The newly opened glass-bottomed walkway suspended over a canyon in central China cracked today after someone dropped what is believed to be a stainless steel mug.
Stop the thrill-seeking?
It’s difficult to write this piece without thinking, it’s glass. While I’ve jumped out of perfectly good airplanes in the past my thrill-seeking days are over. Something about being 40 something or perhaps a fear of heights that would make Jimmy Stewart proud nearly guarantees that you won’t catch me standing high above the ground on a building material that is ultimately made out of sand. But it could be even simpler, this is not the first time that one of these has broken. Both London’s Tower Bridge and Chicago’s Willis Tower have also cracked in recent years.
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However, glass-bottom structures are big in China right now with the Shiniuzhai National Geological Park’s own glass-bottomed bridge opening just last week.The Zhangjiajie Grand Canyon area will see another opening soon according to CNN.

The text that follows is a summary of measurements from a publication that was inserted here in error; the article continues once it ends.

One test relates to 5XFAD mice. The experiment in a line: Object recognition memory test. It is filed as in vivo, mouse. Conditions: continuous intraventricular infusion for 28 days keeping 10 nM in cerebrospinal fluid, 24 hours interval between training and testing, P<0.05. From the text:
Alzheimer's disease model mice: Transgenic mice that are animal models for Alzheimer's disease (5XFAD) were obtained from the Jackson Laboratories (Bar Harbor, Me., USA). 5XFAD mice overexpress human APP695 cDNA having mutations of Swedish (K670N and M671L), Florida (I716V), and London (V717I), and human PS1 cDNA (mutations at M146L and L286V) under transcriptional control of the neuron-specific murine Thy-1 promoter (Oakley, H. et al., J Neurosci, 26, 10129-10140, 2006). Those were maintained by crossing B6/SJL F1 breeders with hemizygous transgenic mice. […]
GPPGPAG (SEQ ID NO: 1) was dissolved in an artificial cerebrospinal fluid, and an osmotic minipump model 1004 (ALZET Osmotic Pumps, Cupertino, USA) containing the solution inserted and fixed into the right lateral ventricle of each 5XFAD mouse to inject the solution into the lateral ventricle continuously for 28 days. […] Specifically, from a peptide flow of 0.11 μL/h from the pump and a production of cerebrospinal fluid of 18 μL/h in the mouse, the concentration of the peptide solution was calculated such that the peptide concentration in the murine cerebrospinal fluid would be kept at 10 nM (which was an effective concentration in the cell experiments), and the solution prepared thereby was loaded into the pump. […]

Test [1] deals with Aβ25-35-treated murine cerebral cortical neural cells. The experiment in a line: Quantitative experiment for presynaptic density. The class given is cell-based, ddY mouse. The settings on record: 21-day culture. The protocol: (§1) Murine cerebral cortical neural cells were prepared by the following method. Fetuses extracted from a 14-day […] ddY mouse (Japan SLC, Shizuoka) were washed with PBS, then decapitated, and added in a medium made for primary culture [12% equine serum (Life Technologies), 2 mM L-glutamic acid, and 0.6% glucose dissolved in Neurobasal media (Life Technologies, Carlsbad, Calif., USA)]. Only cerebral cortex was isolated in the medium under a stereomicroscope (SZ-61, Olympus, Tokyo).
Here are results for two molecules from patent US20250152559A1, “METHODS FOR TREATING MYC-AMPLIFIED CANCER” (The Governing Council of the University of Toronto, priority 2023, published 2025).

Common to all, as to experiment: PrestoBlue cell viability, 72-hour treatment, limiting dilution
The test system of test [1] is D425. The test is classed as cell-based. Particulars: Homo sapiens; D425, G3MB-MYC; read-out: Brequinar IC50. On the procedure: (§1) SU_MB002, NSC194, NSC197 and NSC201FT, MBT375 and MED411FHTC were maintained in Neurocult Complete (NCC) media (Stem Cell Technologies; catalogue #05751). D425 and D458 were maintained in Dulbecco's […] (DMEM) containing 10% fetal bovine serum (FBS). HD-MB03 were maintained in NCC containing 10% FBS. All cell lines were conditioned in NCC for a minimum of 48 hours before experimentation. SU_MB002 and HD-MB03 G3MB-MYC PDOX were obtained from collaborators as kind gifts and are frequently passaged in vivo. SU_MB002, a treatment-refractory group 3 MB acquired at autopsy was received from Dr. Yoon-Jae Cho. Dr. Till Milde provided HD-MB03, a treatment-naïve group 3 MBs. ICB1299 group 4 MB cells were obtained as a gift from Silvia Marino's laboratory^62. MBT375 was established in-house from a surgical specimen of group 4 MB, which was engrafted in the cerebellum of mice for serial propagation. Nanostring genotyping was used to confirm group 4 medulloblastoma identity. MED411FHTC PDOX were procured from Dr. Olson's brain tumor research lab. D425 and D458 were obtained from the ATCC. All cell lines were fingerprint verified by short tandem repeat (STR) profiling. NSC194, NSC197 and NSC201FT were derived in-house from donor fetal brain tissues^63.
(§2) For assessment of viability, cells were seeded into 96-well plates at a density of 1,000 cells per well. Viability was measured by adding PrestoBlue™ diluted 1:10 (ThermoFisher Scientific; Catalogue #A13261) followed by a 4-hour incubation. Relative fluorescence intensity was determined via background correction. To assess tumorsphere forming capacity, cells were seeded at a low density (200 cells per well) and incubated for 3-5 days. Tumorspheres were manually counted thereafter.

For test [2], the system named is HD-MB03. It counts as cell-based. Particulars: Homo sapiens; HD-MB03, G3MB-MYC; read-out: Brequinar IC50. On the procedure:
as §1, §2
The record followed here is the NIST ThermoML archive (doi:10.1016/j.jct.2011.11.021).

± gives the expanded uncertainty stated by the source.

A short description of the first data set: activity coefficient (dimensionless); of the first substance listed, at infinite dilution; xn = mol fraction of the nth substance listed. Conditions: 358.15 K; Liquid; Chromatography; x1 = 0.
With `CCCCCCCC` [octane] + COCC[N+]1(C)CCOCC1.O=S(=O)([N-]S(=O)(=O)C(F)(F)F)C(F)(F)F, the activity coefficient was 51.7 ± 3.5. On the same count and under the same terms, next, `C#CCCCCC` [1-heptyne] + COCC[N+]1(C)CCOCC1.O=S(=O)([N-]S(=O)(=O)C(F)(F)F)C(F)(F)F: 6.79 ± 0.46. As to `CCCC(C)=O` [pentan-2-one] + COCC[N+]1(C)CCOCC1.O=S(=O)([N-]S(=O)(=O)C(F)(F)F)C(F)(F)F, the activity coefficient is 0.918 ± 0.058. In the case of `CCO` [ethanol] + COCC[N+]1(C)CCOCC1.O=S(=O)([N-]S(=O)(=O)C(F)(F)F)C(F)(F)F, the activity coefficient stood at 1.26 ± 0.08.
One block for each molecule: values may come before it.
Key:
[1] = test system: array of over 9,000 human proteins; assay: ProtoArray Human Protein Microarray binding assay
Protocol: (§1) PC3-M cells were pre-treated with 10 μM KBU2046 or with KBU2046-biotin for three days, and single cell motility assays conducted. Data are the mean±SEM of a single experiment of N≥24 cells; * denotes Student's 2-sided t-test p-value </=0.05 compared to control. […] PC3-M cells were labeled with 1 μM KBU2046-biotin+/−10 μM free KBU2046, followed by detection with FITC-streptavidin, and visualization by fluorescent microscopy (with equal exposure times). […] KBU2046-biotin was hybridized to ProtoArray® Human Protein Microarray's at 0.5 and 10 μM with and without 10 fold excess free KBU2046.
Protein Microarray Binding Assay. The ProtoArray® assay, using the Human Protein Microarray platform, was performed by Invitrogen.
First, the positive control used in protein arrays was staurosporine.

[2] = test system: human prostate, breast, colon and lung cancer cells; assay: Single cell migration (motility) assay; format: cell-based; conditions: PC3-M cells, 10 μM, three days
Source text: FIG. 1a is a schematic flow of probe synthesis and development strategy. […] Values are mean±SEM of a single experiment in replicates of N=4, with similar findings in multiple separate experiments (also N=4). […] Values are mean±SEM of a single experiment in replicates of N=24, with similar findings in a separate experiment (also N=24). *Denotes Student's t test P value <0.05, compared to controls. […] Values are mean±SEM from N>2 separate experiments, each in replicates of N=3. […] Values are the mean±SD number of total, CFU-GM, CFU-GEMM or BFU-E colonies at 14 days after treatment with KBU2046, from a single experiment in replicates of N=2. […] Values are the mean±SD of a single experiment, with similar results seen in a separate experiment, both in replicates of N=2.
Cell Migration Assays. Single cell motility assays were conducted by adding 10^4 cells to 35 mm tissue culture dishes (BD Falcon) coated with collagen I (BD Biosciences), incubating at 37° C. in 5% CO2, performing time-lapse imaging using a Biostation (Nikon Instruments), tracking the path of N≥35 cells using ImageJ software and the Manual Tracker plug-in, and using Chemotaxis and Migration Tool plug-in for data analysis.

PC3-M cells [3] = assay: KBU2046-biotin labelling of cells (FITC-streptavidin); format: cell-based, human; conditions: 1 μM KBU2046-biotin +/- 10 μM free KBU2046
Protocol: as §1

According to a statement from the Yuntai Mountain Tourism Administration, only the top pane of glass was broken. The newly opened u-shaped walkway is comprised of three layers of tempered glass and measures 1,300 feet long and the fractured glass according to the statement “does not affect safety.” You can say that all you want but a potential panic surely DOES AFFECT SAFETY.
While there was no reported panic, I struggle to believe this with just a cursory read of translated Chinese Twitter (Weibo) accounts of the incident.
Lee Dong Hai, a tourist who was on the walkway wrote, “I was almost at the end and suddenly I heard a sound. My foot shook a little. I looked down and I saw that there was a crack in the floor.”
“A lot of people started to scream,” the hero continued. “I screamed out, ‘It cracked! It really cracked!’ and then I pushed the people in front of me so that we could run out of the way.”
Glass walkway closed for repairs
Suffice is to say, the walkway is closed to affect repairs. This will surely anger a number of visitors to the area who used the national holiday to travel to the newly opened attraction.